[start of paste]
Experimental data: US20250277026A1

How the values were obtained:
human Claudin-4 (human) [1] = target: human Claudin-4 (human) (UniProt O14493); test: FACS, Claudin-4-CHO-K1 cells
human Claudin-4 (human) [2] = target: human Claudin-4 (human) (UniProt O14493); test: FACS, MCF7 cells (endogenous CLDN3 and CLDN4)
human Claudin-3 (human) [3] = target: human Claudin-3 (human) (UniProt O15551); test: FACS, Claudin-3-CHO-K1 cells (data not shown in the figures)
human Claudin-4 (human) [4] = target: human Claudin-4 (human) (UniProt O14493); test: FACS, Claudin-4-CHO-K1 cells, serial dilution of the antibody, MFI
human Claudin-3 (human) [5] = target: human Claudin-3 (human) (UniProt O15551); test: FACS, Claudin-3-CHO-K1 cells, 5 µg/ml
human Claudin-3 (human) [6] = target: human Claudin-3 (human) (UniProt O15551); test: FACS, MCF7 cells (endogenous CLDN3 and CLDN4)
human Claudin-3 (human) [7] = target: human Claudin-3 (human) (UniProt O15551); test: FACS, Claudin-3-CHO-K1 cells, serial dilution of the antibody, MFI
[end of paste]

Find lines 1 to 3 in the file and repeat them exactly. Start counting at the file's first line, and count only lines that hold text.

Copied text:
Experimental data: US20250277026A1

How the values were obtained:
human Claudin-4 (human) [1] = target: human Claudin-4 (human) (UniProt O14493); test: FACS, Claudin-4-CHO-K1 cells